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The Life of Gouverneur Morris
and made him contented to abandon his plans, or at least to defer the execution of them to a better opportunity. We hear no more about them, but find him for the three next years closely devoted to his profession, not sitting idly in his office waiting for the tide of accident or the special favor of friends to bring employment within his doors, but in the steady labor of an active and respectable practice.
One of the
important causes in which he was engaged was that of a contested election, in
' I am confident you will not attribute my silence to a want of respect or regard, for I am sure you have a better opinion of me than to imagine I should fail in either towards you. In good truth, I know of nothing worth your attention. News we have not any, at least not more than the gazettes will promulgate to the listening ear of attentive inquiry. I beg Mr. Rivingston's pardon for encroaching on his style. Politics I dislike, and only look on with pity, while the madness of so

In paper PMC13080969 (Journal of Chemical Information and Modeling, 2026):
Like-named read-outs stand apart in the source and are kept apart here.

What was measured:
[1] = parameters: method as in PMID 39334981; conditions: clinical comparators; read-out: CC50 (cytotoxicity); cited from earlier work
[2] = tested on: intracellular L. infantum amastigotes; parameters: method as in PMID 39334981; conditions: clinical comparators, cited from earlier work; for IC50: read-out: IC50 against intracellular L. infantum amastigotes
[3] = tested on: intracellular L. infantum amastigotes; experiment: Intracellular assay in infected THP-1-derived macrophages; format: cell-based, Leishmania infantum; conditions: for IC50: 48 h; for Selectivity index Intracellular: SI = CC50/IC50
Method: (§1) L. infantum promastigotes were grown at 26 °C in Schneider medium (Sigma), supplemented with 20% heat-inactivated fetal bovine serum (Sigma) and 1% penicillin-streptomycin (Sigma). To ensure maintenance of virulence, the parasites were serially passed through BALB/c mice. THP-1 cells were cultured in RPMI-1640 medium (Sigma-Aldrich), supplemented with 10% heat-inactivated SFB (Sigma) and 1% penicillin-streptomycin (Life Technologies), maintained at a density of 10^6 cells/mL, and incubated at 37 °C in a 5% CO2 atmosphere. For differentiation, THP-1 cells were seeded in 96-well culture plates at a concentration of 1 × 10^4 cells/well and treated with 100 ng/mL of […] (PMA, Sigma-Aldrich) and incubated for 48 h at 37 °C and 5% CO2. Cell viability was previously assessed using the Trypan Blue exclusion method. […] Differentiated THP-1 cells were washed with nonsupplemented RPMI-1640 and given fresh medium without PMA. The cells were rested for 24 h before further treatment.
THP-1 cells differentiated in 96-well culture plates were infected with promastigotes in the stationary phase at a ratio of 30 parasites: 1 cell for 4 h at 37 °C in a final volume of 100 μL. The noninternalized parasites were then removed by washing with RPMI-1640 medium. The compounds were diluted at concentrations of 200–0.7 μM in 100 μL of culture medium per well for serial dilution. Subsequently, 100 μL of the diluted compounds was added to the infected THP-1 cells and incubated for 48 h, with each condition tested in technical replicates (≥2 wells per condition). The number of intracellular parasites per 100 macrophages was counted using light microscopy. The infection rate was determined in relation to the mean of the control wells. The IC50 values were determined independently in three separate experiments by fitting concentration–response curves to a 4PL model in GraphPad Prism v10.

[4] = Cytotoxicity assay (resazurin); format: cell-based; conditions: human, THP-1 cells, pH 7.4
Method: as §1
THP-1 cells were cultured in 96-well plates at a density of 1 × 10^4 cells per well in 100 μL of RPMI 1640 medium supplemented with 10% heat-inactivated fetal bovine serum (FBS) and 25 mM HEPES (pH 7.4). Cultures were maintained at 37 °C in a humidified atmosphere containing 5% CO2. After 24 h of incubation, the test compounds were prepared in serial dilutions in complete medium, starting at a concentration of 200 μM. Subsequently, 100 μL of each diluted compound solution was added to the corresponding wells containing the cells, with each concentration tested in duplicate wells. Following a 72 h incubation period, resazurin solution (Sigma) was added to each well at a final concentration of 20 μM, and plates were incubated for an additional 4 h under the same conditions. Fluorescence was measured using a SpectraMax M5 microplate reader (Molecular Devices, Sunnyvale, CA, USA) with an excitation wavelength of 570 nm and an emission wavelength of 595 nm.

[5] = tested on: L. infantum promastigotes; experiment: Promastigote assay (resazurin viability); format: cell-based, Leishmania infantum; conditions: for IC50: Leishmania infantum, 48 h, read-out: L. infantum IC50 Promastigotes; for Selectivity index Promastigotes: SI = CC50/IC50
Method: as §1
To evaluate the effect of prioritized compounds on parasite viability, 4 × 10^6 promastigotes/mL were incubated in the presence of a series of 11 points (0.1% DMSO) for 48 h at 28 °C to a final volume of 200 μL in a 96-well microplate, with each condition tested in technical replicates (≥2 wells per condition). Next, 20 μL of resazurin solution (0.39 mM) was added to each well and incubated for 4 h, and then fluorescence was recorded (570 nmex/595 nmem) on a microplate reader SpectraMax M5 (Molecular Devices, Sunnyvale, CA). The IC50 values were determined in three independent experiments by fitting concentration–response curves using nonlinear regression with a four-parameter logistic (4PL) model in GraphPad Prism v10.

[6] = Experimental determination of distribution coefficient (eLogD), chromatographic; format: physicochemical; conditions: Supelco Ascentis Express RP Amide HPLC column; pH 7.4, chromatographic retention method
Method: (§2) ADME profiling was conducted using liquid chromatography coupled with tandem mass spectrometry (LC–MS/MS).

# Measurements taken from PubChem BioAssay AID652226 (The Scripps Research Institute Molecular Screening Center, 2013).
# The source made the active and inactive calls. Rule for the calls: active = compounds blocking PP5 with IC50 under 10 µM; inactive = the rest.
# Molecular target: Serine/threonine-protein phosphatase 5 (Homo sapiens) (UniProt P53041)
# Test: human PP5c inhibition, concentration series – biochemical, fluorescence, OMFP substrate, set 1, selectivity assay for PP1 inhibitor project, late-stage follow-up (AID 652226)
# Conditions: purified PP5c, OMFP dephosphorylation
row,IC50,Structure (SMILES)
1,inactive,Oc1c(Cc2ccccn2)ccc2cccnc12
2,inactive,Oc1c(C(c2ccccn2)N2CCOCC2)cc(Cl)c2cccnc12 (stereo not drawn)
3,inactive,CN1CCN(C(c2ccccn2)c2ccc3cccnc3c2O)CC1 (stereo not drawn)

From The Life of Gouverneur Morris: With Selections from His Correspondence and Miscellaneous Papers; Detailing Events in the American Revolution, The French Revolution, and in the Political History of the United States, by Jared Sparks, Volume 1, Boston: Gray & Bowen, 1832, p 20. Some minor edits may have been made, but an attempt has been made to preserve the original spelling. Although some effort has been made to correct the limitations of OCR technology, if you find an error please report it to firstname.lastname@example.org.
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